Prime Minister Narendra Modi during a televised address on April 14, 2020. Photo: PIB
- In the 92nd episode of ‘Mann ki Baat’, Prime Minister Narendra Modi said conducting bhajans can be part of the solutions to reducing malnutrition.
- Cultural and traditional practices are not harmful. But it is in bad faith to make them part of habits that sideline tested and approved solutions to crucial welfare issues.
- The statement also distracts from the fact that in Modi’s time as prime minister, India has come to account for a quarter of all undernourished people worldwide.
In the 92nd episode of his ‘Mann ki Baat’ radio programme on August 28, Prime Minister Narendra Modi spoke of the ‘Mera Bachha’ campaign and about celebrating ‘Poshan Maah’ – the cause of good nutrition – in September. He also said that conducting bhajans and singing devotional songs can help reduce the burden of malnutrition.
There is much evidence in the public domain that says the availability, accessibility and affordability of good-quality food is crucial to improve the nutritional and health status of India’s people. There is nothing, however, about bhajans.
Many scholars and scientists have often criticised Prime Minister Modi for his irrational claims on many occasions. Reminiscent of his “taali, thali and Diwali” campaign as the COVID-19 pandemic was gaining strength, Modi’s comment on bhajans only distracts from the dire importance of effective public health measures – even as the rate of improvement of some important indicators have slid in his time at the helm.
Cultural and traditional practices are not harmful. But it is in bad faith to make them part of habits that sideline tested and approved solutions to crucial welfare issues.
In his monologue, Modi narrated a story of how people of a community in Madhya Pradesh each contribute a small quantity of grains, using which a meal is prepared for everyone one day a week. However, he shifted the focus at this point to devotional music in bhajan–kirtans – organised under the ‘Mera Bachha’ campaign – instead of dwelling on the role of Indigenous food cultures. This is counterproductive.
More malnourished children
India’s National Family Health Surveys (NFHS) and Comprehensive National Nutrition Surveys have documented the high prevalence of malnutrition and micronutrient deficiency among India’s children, adolescents and women. The recently published NFHS-5 results reported a high prevalence of stunting, wasting and underweightedness among children younger than five years and that they have declined only marginally in the last five years.
(Stunting – low height for age; underweight – low weight for age; wasting – low weight for height.)
Currently, more than 35% of children are stunted, 19.3% are wasting and 32.5% are underweight in the country.
Since the year Modi became prime minister, the undernourished population has increased from 14.9% to 15.5% of the total population, according to Food and Agriculture Organisation and World Bank data. As a result, India accounted for more than a fourth of the world’s undernourished population in 2019. While the rate of undernourishment declined from 2014 to 2016, malnourishment increased significantly.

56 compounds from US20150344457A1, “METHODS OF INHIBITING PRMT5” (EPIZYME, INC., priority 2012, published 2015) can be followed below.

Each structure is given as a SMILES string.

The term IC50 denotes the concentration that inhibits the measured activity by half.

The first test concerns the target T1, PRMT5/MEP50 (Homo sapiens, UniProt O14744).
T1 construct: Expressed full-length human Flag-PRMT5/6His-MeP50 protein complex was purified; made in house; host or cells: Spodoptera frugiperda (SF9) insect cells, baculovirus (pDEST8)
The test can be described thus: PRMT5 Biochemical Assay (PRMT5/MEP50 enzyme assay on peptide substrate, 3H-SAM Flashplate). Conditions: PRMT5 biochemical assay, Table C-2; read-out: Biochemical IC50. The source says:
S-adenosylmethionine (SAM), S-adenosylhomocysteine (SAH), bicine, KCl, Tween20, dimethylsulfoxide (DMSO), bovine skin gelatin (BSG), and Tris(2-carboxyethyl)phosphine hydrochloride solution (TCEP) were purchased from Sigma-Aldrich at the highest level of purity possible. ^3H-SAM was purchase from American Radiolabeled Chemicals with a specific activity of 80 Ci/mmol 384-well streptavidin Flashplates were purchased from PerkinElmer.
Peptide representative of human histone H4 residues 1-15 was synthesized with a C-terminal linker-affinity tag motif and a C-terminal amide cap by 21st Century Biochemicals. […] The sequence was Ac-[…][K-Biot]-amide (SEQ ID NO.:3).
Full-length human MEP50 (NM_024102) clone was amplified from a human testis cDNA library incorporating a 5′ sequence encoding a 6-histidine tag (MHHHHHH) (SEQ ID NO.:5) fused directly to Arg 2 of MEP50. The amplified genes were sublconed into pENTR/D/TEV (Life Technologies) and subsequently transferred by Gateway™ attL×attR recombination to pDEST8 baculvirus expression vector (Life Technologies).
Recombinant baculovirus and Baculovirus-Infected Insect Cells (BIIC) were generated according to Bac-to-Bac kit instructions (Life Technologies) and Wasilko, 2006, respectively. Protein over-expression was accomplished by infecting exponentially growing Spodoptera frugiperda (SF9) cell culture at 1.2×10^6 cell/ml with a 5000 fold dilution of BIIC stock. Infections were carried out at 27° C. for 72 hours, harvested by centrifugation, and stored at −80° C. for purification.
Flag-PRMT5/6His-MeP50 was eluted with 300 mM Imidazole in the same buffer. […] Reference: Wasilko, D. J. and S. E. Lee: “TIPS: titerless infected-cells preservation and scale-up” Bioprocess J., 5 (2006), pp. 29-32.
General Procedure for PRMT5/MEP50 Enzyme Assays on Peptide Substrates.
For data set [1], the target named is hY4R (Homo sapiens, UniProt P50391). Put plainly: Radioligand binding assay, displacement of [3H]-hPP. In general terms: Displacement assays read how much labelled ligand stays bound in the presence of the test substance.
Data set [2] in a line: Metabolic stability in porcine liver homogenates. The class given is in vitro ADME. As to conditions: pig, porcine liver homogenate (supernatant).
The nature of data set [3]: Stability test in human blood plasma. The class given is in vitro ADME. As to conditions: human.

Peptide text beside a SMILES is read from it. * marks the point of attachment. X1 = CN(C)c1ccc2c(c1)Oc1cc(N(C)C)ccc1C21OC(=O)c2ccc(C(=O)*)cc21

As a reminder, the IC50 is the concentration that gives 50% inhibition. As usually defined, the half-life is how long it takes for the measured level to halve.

Several factors play crucial roles in producing chronic malnutrition in children. Some of the important ones are the mother’s nutritional status, education, breastfeeding, interval between pregnancies, marriage age and good sanitation. About 36% of India’s women are underweight, and 56% of women and 56% of girls aged 15-19 years suffer from iron-deficiency anaemia.
About half of all deaths of children younger than five years are linked to poor nutrition. Stunting in early life can also have lasting effects on health, physical and cognitive development, and learning and earning potential. And health policies and programmes haven’t been able to reduce this problem to the desired extent.
Basis in evidence
The Integrated Child Development Services (ICDS) is the only government body directly responsible for implementing nutrition-related schemes. Its primary objective is to minimise the gap between the average daily intake and the recommended dietary allowance through a supplementary nutrition programme.
However, the ICDS’s interventions to deal with malnutrition have had mixed results for several reasons, as illustrated by India’s enormous anaemia burden.
A public-health approach to malnutrition requires us to pay attention to a large variety of socioeconomic conditions. In this regard, while many of Prime Minister Modi’s other comments in his monologue are well-taken, especially about public participation, neither the need for context-specific interventions nor for evidence-based policies are served by misplaced allusions to bhajans and kirtans.
Pankaj Kumar Mishra is a PhD scholar at the Centre of Social Medicine and Community Health, Jawaharlal Nehru University, New Delhi.